Legacies: A History Journal for Dallas and North Central Texas, Volume 14, Number 2, Fall, 2002 Page: 55
This periodical is part of the collection entitled: Legacies: a History Journal for Dallas and North Central Texas and was provided to The Portal to Texas History by the Dallas Historical Society.
The following text was automatically extracted from the image on this page using optical character recognition software:
Jacob Buhrer, seated in the center of thisfamily photograph, operated a dairyfarm on 35o acres along White Rock Creek in the late
nineteenth century. His property was taken to create White Rock Lake in I9Io.
Dallasites when the opposite dilemma, a long
and terrible drought, ensued. Up to that time the
city's citizens depended on natural springs, artesian
wells, rain barrels, and the Trinity River for
their supply of water. A small reservoir north of
the city, Bachman Lake, was created in 1903, but
the drought soon made it clear that it was woefully
inadequate. At the height of the crisis
"insurance companies threatened to withdraw all
fire insurance from the city," and drinking water,
supplied from artesian wells, had to be delivered
to city households by horse-drawn tank wagons.
Everywhere, "grass, shrubs and flowers and many
Although the drought of 1909-1910
prompted city officials to take swift action, a plan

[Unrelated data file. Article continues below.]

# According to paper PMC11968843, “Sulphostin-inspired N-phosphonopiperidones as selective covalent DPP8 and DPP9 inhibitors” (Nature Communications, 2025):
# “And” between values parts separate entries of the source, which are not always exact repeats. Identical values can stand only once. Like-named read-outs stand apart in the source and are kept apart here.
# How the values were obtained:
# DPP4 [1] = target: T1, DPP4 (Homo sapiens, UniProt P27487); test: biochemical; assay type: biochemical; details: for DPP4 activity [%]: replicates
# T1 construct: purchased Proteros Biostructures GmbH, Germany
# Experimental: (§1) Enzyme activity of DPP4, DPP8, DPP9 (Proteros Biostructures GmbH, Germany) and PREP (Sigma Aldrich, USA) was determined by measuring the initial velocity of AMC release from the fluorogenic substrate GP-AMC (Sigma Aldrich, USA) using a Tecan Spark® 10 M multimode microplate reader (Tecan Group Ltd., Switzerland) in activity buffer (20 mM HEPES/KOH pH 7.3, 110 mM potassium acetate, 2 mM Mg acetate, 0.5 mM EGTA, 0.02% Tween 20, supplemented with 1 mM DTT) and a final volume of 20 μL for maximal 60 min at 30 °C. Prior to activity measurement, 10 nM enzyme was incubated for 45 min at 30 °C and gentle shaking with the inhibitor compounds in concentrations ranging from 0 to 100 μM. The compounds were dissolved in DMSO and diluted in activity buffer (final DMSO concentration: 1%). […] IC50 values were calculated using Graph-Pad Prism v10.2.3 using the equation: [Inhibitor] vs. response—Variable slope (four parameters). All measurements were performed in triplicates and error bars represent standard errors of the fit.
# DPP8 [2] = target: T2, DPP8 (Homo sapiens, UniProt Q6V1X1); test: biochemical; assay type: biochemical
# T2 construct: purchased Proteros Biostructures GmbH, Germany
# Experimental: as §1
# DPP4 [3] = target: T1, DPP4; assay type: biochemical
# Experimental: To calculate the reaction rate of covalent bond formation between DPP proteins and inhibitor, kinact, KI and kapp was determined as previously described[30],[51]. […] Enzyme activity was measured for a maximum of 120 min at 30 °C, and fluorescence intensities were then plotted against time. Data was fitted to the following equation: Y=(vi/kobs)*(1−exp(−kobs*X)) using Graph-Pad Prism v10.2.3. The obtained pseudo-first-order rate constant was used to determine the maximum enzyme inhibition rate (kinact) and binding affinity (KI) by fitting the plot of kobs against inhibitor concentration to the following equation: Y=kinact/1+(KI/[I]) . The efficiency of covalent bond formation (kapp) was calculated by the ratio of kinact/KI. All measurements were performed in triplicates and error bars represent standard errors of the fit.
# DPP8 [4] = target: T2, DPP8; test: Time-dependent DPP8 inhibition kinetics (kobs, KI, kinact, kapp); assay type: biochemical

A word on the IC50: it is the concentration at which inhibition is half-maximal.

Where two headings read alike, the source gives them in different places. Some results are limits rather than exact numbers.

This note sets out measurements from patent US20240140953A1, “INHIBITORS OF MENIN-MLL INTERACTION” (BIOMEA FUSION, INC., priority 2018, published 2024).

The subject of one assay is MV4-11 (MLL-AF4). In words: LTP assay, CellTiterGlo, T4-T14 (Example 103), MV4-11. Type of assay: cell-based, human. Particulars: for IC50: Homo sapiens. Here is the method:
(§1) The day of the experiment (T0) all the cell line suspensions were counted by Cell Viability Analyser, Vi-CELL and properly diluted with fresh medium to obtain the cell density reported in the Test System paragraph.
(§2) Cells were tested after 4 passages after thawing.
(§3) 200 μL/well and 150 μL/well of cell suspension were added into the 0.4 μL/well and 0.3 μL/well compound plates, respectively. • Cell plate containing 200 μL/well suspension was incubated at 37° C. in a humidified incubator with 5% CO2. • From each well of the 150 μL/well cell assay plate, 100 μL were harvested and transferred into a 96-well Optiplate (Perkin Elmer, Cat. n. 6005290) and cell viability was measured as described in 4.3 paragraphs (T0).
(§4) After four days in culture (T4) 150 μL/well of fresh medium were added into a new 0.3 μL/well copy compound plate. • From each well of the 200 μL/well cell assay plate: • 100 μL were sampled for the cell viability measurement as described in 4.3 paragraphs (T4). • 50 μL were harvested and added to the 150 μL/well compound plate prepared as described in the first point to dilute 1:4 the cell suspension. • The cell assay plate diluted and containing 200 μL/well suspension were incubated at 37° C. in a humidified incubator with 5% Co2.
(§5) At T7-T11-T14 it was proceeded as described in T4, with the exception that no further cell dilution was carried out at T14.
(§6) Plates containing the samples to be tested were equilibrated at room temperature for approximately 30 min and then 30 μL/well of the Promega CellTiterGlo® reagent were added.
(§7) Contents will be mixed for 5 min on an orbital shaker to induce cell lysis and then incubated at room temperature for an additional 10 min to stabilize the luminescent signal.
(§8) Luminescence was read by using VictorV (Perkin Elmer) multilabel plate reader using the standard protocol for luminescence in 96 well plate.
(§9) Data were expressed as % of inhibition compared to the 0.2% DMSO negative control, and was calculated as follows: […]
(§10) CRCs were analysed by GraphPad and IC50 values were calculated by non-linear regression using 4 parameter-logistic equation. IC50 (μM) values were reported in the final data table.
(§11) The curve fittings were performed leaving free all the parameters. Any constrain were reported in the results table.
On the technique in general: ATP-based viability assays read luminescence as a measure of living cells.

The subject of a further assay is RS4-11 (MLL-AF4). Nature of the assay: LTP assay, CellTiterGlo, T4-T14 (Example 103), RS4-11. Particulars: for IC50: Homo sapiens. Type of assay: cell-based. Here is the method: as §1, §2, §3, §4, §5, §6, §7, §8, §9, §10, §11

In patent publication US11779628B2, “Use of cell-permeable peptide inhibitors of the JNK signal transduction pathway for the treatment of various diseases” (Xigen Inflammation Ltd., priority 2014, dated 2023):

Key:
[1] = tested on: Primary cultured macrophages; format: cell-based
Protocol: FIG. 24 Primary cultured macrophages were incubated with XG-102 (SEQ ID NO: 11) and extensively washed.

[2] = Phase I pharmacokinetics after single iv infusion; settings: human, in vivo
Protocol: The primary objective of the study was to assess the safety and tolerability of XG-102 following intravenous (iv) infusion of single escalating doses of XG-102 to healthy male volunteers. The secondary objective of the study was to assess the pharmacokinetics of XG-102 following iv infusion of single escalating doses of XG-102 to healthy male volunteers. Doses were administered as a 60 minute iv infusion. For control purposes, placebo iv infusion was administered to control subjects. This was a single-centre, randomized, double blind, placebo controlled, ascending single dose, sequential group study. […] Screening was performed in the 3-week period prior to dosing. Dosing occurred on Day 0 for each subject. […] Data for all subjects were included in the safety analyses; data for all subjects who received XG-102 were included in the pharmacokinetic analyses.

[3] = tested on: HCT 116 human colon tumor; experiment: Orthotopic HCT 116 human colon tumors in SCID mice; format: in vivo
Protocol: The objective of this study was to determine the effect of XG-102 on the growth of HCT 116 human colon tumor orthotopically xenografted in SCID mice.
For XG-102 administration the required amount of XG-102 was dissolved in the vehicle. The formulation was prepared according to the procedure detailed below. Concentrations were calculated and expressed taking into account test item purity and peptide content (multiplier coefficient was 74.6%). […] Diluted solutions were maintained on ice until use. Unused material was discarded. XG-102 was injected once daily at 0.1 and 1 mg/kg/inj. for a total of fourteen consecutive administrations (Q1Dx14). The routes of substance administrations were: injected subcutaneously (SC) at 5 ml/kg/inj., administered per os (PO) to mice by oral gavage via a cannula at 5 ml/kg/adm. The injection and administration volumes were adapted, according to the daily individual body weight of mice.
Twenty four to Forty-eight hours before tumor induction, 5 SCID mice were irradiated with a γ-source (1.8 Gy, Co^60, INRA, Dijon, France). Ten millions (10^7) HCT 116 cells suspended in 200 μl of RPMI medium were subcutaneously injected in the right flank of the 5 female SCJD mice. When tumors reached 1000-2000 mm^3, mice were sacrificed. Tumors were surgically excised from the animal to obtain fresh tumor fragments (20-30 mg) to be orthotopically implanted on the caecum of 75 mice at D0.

to dam White Rock Creek and build a reservoir
was already in progress prior to the emergency. In
1907 the city began to acquire property in the
bottomlands of the creek, long considered to be
the best possible place in the area for a manmade
reservoir, owing to its elevation and the land's
natural slope toward the city and the Trinity
River. The site included the Swiss Dairy, which
was acquired by condemnation. ByJanuary 1910,
the City of Dallas owned 1,635 acres, having
spent in excess of $115,000 of bond money to
obtain it. This property included about 200 additional
acres that was "purchased in order to secure
a certain part of various tracts, which could not
otherwise be obtained." Taxpayers were assured
that the extra land could "eventually be disposed
of at a good figure."5
On January 11, 1910, during the administration
of Mayor Stephen J. Hay, city commissioners
formally adopted "specifications for the work
at the White Rock reservoir." These plans, drawn
up by Dallas City Engineer J. M. Preston and
Here’s what’s next.
This issue can be searched. Note: Results may vary based on the legibility of text within the document.
Tools / Downloads
Get a copy of this page or view the extracted text.
Citing and Sharing
Basic information for referencing this web page. We also provide extended guidance on usage rights, references, copying or embedding.
Reference the current page of this Periodical.
Dallas Historical Society. Legacies: A History Journal for Dallas and North Central Texas, Volume 14, Number 2, Fall, 2002, periodical, 2002; (texashistory.unt.edu/ark:/67531/metapth35097/m1/57/: accessed November 16, 2018), University of North Texas Libraries, The Portal to Texas History, texashistory.unt.edu; crediting Dallas Historical Society.